The ogress lifts Dulrigg's limp, unconscious body with the bear trap. Sis knees leave large bloody furrows in the snow as he is dragged helplessly to the ogress. She stares my party down, and with a bellowing roar, unsheathes the arm blade, and decapitates Dulrigg in one swift blow.
 
The party goes silent. My jaw drops open as the DM describes what had just transpired.
 
Scathach, whose backstory has her wife executed in front of her the same way, goes into a state of shock. She drops out of rage. Staggering forward she limpy swings her battleaxe, her heart isn’t in it as her mind reels from the horrific images of her past flashing through her mind. She drops to her knees and is promptly KO'd by another Ogre.
 
It's all falling apart.
 
The rest of the party are all fairly squishy and the odds are not at all in their favor. It's late, and the DM asks if we want to pause and come back next week.
 
"No, we finish this"
 
The druid and the ranger snap out of it, and with some incredible combinations of skills and talents. They manage to, somehow, defeat every last Ogre, and make the Big One Ogress suffer for it. In brutal, unmerciful fashion they cut her down while cursing her. 
 
They managed to avenge Dulrigg...
 
Nobody asks about loot, or XP. There's simply a breath. A rest. A loss.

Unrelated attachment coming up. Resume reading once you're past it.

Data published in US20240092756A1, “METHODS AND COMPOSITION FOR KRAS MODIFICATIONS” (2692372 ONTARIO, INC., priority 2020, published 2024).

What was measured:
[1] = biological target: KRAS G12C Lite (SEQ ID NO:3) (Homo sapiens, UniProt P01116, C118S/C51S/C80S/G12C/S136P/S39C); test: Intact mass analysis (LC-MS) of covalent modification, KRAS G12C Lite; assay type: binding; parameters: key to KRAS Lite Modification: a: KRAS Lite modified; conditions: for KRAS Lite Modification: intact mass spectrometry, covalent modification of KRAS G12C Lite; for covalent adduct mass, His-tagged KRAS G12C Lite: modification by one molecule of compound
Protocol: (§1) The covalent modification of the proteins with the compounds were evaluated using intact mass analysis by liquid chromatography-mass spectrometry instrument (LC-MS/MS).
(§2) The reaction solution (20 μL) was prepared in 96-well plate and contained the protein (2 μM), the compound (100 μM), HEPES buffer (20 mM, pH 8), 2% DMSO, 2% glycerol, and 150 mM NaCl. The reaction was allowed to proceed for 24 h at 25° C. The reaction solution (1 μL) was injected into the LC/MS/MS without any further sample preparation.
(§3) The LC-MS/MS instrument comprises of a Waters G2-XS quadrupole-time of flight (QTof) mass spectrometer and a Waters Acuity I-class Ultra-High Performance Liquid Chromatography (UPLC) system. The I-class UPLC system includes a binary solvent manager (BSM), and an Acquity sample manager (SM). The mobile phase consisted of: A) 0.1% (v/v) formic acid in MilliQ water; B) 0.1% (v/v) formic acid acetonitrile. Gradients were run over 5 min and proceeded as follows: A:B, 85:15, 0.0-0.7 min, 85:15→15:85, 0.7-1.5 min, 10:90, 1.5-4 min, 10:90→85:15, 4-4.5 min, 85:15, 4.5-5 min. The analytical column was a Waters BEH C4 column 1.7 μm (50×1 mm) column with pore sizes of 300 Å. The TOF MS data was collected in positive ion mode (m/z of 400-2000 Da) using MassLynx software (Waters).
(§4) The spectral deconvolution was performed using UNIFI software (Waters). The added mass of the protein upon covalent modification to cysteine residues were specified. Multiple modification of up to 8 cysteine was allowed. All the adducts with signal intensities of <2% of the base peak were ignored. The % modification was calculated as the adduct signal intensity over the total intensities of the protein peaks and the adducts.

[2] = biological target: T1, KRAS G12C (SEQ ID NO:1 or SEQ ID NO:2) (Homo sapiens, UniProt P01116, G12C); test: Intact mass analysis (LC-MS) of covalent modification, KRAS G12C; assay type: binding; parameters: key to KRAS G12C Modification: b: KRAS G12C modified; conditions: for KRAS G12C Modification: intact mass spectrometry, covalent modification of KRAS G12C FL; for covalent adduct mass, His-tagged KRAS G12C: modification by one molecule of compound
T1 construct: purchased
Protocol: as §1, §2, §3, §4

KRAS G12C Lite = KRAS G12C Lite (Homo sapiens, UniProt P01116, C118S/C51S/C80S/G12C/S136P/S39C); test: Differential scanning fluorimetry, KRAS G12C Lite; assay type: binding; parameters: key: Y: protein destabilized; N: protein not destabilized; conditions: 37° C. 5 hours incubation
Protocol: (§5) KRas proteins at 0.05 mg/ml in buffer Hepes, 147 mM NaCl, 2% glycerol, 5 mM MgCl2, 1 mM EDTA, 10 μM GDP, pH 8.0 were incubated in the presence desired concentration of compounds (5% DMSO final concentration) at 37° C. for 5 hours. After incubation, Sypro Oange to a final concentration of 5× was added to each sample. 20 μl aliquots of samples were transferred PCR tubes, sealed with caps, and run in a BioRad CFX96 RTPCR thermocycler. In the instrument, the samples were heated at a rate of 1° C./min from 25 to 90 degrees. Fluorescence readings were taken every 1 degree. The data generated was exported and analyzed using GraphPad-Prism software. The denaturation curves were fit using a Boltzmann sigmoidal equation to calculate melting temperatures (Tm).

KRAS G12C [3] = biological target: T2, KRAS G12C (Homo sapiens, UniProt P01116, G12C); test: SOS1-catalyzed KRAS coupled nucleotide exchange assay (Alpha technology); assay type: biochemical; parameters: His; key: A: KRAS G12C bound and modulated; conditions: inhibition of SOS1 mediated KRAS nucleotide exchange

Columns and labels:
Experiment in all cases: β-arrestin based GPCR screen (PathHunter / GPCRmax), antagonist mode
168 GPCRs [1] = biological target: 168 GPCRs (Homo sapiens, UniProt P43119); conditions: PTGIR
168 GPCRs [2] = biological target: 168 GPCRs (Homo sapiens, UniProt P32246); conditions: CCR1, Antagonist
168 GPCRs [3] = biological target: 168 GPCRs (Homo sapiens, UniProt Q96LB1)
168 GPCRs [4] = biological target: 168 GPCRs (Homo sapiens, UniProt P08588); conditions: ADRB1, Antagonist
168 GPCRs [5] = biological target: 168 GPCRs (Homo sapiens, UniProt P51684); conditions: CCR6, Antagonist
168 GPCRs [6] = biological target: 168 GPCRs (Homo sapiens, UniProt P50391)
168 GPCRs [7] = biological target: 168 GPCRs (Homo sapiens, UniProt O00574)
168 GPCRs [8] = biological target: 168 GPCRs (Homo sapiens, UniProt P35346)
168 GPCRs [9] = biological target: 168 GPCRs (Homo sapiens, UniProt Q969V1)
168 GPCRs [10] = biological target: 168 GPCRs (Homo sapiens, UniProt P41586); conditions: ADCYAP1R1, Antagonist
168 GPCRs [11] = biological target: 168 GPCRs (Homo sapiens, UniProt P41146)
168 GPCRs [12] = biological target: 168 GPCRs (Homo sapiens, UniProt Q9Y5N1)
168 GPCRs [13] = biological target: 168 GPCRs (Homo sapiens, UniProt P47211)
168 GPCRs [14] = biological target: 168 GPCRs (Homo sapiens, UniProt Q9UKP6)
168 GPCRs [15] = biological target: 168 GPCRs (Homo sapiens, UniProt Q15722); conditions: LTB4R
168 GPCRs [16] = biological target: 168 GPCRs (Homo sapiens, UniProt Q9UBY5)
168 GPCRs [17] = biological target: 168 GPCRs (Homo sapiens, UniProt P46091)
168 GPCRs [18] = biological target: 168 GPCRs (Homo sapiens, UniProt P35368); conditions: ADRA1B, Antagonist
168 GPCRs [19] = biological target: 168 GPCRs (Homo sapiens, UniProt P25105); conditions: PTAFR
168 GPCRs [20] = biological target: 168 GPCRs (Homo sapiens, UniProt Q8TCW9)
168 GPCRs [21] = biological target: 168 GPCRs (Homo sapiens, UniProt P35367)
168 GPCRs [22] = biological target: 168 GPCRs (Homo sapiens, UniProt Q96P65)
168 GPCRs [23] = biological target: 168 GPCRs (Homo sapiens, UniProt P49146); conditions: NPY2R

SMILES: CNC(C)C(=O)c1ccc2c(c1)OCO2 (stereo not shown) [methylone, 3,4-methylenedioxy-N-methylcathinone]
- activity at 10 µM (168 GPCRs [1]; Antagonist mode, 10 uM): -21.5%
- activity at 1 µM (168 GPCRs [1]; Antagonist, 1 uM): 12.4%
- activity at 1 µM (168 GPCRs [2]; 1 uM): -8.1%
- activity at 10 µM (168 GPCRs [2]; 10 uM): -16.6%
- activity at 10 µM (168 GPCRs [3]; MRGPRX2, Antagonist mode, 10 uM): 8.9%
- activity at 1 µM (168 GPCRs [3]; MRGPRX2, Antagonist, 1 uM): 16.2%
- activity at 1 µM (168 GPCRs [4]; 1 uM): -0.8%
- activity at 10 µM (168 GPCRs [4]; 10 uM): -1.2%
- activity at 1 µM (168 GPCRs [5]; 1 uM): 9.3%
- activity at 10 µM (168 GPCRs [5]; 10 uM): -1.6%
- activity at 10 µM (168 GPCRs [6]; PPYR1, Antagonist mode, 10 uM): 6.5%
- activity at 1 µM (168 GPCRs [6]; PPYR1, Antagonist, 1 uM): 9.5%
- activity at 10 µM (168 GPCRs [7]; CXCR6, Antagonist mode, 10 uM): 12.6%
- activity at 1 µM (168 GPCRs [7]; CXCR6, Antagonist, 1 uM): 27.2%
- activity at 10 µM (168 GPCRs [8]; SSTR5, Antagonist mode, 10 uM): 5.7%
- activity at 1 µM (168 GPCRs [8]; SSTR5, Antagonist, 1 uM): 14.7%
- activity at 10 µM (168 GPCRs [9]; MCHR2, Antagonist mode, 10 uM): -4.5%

Honestly, it was an incredible impact, and I do not fault the DM for killing Dulrigg after the double Nat 20s on a flanked, unconscious body. My man was screwed, and these Ogres were characteristically brutal.
 
The DM opens up about not having outright killed a PC ever before. I'm left to accept the untimely end to Dulrigg’s potential. Never reunited with his clan, never getting the opportunity to partake in a particular, nigh impossible trial that his people held in high regard, or communicating again with the joint gods of sky and land his people worshipped. 
 
Never got to bring the party to his homelands, hearing the throat singing echoing through the valleys, as if the Gods were communicating from the rocks themselves. 
 
While being 7 feet of pure muscle and as witty as a brick half the time, he always looked out for his far smaller, far squishier party members.
 
But no more. 
 
The party logs off one by one.
 
 
I realise one thing I hadn't discussed with the DM was the funeral traditions of the clan... but I'm going to have to decide now.
 
A funeral pyre. 
 
Releasing the soul to the skymother, and the ashes scattered for the earthfather. Gunnar, a party member native to these islands, and longest companion of Dulrigg, should hopefully know this, and the party will see to it that he is given a traditional farewell next week.
 
Until then, I have a hole where a character I was finally getting to flesh out and fully enjoy once was, but with an amazing party and a brilliant DM, I look forward to continuing. The DM offered me the chance to come back next week, but... I feel that loss needs to be tangible. Being a man down, losing a friend, an ally needs to be felt. Processed. Realised. It needs to mean something.
I'm rolling up another character to introduce in a couple of session's time, when the opportunity naturally presents itself, rather than hamfisting in a new companion immediately.
Rest easy, Dulrigg. You did good.